World Boxing Council (WBC) President Mauricio Sulaimán has launched a campaign called “Yes to boxing in the Olympics” in the wake of threats to axe the sport from the Games.
The International Olympic Committee (IOC) has warned that they could remove boxing from Tokyo 2020 amid concerns over the sport’s governance.
IOC President Thomas Bach highlighted a series of issues surrounding the International Boxing Association (AIBA) after the IOC Executive Board meeting in Pyeongchang on Sunday (February 4).
Chief among them is the appointment of Gafur Rakhimov as President despite his alleged links to organised crime.
AIBA was already in crisis after Taiwan’s CK Wu was forced out as President amidst a power struggle and reported financial problems.
“The IOC reserves the right to review the inclusion of boxing at the Youth Olympic Games Buenos Aires 2018 and Olympic Games Tokyo 2020,” an IOC Executive Board statement read.
They also confirmed a financial suspension remained in place.
Specific concerns raised include “issues surrounding the new Interim President”, the lack of “clarity” around finances, the failure of an approved project to reform the referee’s system and the absence of a “robust anti-doping programme.”
Bach also said they have not yet accepted AIBA’s claim that no bouts at the 2016 Olympic Games in Rio de Janeiro were affected by match-fixing.
AIBA must deliver a report by April 2018 to the IOC.
Sulaimán has claimed the problems between the IOC and AIBA are putting boxing at risk, with the WBC President alleging the “poor administration of the last years” had put the sport’s place at the Olympics at risk.
The WBC claimed the official has shown “genuine concern” over boxing’s Olympic future which has lead to the campaign and a petition being established.
Sulaimán wrote: “We cannot allow other people’s situations to end a historic sport at the Olympic Games, everyone who loves sports should raise their voices for boxing, today the WBC takes action against this possible risk and launches the campaign ‘Yes to boxing in the Olympics’.
“We want everyone to participate and sign this initiative, we must unite and make a common front.
“Today, for example, I had the opportunity to talk with Lennox Lewis [Olympic and world champion], who categorically disqualifies this proposal from AIBA.
“We are the voice of boxing and it is our responsibility to defend the right to participate in the Olympic Games.”
The campaign calls for the world boxing community to unite “through this petition to plead the continuation of the sport of boxing in the Olympic Games”.
“Even though amateur boxing and professional boxing are two completely different sports, they have a direct relationship,” Sulaimán added.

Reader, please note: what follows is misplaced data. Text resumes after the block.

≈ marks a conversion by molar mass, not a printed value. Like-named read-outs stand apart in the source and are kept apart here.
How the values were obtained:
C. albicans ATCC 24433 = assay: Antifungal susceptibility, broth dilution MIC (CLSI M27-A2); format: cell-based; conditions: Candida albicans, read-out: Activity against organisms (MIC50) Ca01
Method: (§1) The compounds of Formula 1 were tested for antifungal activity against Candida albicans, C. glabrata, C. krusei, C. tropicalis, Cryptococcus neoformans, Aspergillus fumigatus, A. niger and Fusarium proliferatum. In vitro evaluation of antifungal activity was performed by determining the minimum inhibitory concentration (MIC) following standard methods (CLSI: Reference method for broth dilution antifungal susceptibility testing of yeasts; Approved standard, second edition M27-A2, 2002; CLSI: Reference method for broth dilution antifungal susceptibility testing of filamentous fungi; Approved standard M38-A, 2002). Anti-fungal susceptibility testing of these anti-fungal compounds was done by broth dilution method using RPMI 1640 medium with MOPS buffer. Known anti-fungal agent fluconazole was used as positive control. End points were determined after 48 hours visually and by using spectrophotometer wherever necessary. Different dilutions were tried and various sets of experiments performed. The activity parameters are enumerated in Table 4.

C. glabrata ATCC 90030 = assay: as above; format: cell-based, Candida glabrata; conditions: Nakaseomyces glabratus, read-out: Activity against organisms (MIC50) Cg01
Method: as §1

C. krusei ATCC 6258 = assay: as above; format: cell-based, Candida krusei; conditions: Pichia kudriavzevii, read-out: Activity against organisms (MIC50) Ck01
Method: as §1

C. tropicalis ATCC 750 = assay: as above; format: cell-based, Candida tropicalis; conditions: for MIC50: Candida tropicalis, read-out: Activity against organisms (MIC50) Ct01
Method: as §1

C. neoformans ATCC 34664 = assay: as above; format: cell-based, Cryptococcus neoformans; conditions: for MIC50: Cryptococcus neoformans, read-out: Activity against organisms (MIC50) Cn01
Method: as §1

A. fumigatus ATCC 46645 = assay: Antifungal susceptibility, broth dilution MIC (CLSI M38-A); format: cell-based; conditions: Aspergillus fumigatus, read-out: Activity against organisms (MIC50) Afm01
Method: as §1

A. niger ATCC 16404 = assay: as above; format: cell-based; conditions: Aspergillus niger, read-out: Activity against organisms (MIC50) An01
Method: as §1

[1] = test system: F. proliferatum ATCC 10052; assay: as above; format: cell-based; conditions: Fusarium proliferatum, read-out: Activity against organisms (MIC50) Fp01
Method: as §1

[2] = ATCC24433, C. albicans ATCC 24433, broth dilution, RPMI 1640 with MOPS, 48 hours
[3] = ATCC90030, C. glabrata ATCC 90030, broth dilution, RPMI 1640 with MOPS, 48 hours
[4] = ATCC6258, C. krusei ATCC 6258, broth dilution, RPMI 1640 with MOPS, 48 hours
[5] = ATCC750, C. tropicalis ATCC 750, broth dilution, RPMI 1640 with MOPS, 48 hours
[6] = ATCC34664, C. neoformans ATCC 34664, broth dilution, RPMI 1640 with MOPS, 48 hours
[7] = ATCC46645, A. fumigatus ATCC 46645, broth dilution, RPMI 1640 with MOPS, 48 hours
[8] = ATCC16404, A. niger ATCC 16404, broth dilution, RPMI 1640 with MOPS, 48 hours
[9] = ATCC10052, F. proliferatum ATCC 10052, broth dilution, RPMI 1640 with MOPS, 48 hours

“Eleven years ago, a new President was elected CK Wu, after a long reign by Mr [Anwar] Chowdry who had made changes in amateur boxing that were creating important problems in the sport, specially with the scoring system and the huge scandals with results in competitions.
“Wu’s administration brought AIBA to its worst level in history and is still challenging the survival of the federation.
“Seven years ago, my father led the WBC to challenge AIBA’s policies and began a world campaign against the practices which have placed amateur boxing on the verge of disappearing.
“Wu instituted programmes which are intended to eliminate amateur boxing and make all boxers professionals.
“AIBA created a system in which they would become promoters and managers of boxers and tried to have professional boxers compete at the Olympic Games.”
An investigation into AIBA governance by the IOC is currently ongoing, run by its chief ethics and compliance officer, Paquerette Girard-Zappelli.
Among the problems cited by Bach in the organisation were the “preparations for the Extraordinary Congress in Dubai and the way the new leadership was, I cannot say elected, but promoted or installed.”
Rakhimov was chosen to replace Franco Falcinelli at the AIBA Extraordinary Congress in Dubai last month after the Italian interim leader decided to step down.
The Uzbek, who has been an AIBA vice-president since 2002, has alleged links to organised crime.
He has repeatedly been named as a mafia boss in the media although he has never been prosecuted of anything.
Last month, however, he was among 10 individuals the United States Treasury announced they were imposing sanctions on because they were allegedly associated with the alleged Eurasian criminal entity, the Thieves-in-Law.
AIBA claimed the 66-year-old was moved to the role in accordance with their statutes.
Falcinelli had originally replaced Wu, forced out of office after 11 years following allegations of financial mismanagement.
Rakhimov has been credited with finding a solution to the ongoing concern of a missing $10 million (£8 million/€8.5 million) loan, with the official reaching an agreement with Azerbaijan company Benkons MMC.
The world governing body have already described the IOC response as “extremely disappointing” as they hoped they would “have understood that the processes necessary to implement even more measures requires more time and that the positive steps already taken in recent times are evidence of AIBA’s strong efforts and willingness to reform”.
AIBA have published a progress report given to the IOC, as well as amendments made to their statutes at the Congress in Dubai.
The report can be found here while statute changes can be viewed here.
The organisation has stated they will “be in the process of a complete organisational review, which will lead to the ‘New Foundation Plan’ for AIBA” over the next six months.
“This plan and the recommendations produced will be discussed during the AIBA Executive Committee meeting in July and an update will be provided to the IOC in the requested April 30 report,” they said.